The paper acknowledges that freshwater management is a shared responsibility between Canada’s federal, provincial, territorial and Indigenous governments. In creating the CWA, the Government of Canada has committed to ensuring that each jurisdiction is respected, and that overlap, and duplication is avoided.

ECCC invited Canadians to provide their thoughts and ideas via participation in national and regional forums, an online survey or written submissions.

Input was received from individuals, municipal government representatives, non-government organizations, industry representatives, academia and Indigenous peoples.

Read the full report here.

Monday, March 27, 2023

Sunday, March 26, 2023

Monday, March 20, 2023

Devastating Impacts, Affordable Climate Solutions Drive IPCC’s Urgent Call for Action

 The Energy Mix

Sahtu region, western NWT - Photo by Jean Polfus 

A stark choice between climate stability and global devastation is the constant drumbeat from a landmark report released today by the Intergovernmental Panel on Climate Change (IPCC). Details here.

Wednesday, March 1, 2023

Stunning satellite photos reveal - often harmful blooms of phytoplankton have not only been expanding - but intensifying significantly in the world’s coastal waters this century.

Canada is not immune.

by Larry Powell

Intensifying phytoplankton blooms off 

the coasts of BC and Washington State, 2006.

Credit: Lian Feng

After pouring over almost 800 thousand NASA satellite images taken over almost two decades, a team of Chinese researchers has generated a map which paints perhaps the clearest picture yet of the extent of these blooms - organisms that can be agents of either good or ill. 

Their findings have just been published in the journal, Nature.

Dr. Lian Feng of the Southern University of Science in Shenzhen, China and colleagues discovered, phytoplankton were affecting 8.6% of the entire global ocean area in 2020 -  a stunning expanse of 31.47 million km2. That was an increase of 13.2%, or 3.97 million km2 from 2003.

They found algal blooms in 126 out of the 153 coastal countries examined. Globally, both the size and frequency of blooms increased significantly over the study period,

Phytoplankton are families of microscopic algae. Their blooms heave been accumulating in the surface layers of both marine and freshwater ecosystems of the planet for a long time. They include (but are not limited to) the well-known cyanobacteria, often called “blue-green algae” which have also severely clogged freshwater systems such as Lake Erie and Lake Winnipeg for years.

To quote the report, “Many algal blooms are beneficial, fixing carbon at the base of the food chain and supporting fisheries and ecosystems worldwide. However, proliferations of algae that cause harm have become a major environmental problem worldwide. For instance, the toxins produced by some algal species can accumulate in the food web, causing closures of fisheries as well as illness or mortality of marine species and humans. In other cases, the decay of a dense algal bloom can deplete oxygen in bottom waters, forming anoxic ‘dead zones’ that can cause fish and invertebrate die-offs…with serious consequences for the well-being of coastal communities." 

Unfortunately, algal bloom frequency and distribution are projected to increase with future climate change…causing adverse effects on aquatic ecosystems, fisheries and coastal resources.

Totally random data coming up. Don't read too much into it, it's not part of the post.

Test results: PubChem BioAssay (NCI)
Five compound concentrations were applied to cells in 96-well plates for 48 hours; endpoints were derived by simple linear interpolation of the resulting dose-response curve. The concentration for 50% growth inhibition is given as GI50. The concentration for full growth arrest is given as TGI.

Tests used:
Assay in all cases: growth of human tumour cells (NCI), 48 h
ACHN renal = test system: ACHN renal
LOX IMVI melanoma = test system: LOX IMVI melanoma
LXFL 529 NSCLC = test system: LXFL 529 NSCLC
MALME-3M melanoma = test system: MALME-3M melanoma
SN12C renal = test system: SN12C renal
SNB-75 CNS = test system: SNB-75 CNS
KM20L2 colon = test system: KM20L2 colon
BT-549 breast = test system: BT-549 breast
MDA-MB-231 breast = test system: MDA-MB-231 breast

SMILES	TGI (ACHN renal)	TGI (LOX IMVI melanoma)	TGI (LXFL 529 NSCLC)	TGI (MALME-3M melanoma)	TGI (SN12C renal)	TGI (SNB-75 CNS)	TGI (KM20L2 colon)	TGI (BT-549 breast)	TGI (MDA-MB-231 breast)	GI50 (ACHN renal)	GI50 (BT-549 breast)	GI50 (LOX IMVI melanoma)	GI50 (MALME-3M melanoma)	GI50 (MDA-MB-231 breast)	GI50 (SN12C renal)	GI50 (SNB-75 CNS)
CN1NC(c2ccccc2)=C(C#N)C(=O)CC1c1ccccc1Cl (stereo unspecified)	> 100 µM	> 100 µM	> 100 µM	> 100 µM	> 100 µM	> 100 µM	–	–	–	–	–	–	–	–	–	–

The team also found that increases in sea surface temperature - due to manmade climate change - can “significantly and positively stimulate bloom occurrence.”

Intensifying phytoplankton blooms off 

the Alaskan coast.

Credit: Lian Feng

In an email, Dr. Feng tells PinP,“Blooms were also found in the Alaska Current system, stimulated by the increase in sea surface temperature over the past two decades.” That system includes the waters around Haida Gwaii, also in BC coastal waters, to the north of Vancouver Island. 

The researchers hope their findings “can aid the development of strategies to minimize the occurrence or consequences of harmful blooms.”

Tuesday, January 17, 2023

Almost two out of every three shark or ray species living in coral reefs are at risk of disappearing from the world forever

 by Larry Powell

Bull sharks in Fiji.
This widely-distributed species is among the most at risk of extinction.

The alarming study has just been published in Nature Communiciations.    

It finds, except for marine mammals, these coral sharks and rays are more likely to go extinct than any other wildlife group in the world.

The usual culprits behind this tragic state of affairs have, once again been found to be; overfishing, habitat loss and climate change.

Bluespotted lagoon ray. Photos by Colin Simpfendorfer.
There is a glimmer of hope amid the findings. The ray (above) is the only coral reef shark or ray with an increasing population trend.

Thursday, January 12, 2023


by Larry Powell

The Yangtze finless porpoise feeds in Poyang Lake, where sand is heavily mined. 
Photo by Huigong Yu.

A long-term assessment of theYangtze finless porpoise in a heavily mined lake in China, has made some disturbing discoveries.

Sand mining boats, similar to those in Poyang Lake.
Photo by Zhigang Mei.

In only a decade, the mining has significantly restricted the porpoise’s habitat, compromised its population connectivity, and destroyed its nearshore habitats.

The researchers hope their findings will promote government accountability and raise general awareness of the plight of the animal.

Two porpoises leap from the water.
Photo by Huigong Yu.

Sand has for some time been second only to water as the planet's most heavily extracted resource, with huge implications for habitat and biodiversity health.

The findings of the research team from the Chinese Academy of Science are now published in the proceedings of the Royal Society. 

Tuesday, January 10, 2023

Loss of pollinators causing more than 400,000 early deaths a year: study

CTV News

A recent study says pollination loss may be leading to hundreds of thousands of excess deaths worldwide as supplies of healthy food become less plentiful. More here.

The Arctic may be sea-ice-free in summer by the 2030s

  Nature Communications                                                 Photo by Patrick Kelley   The Arctic could be sea-ice-free during th...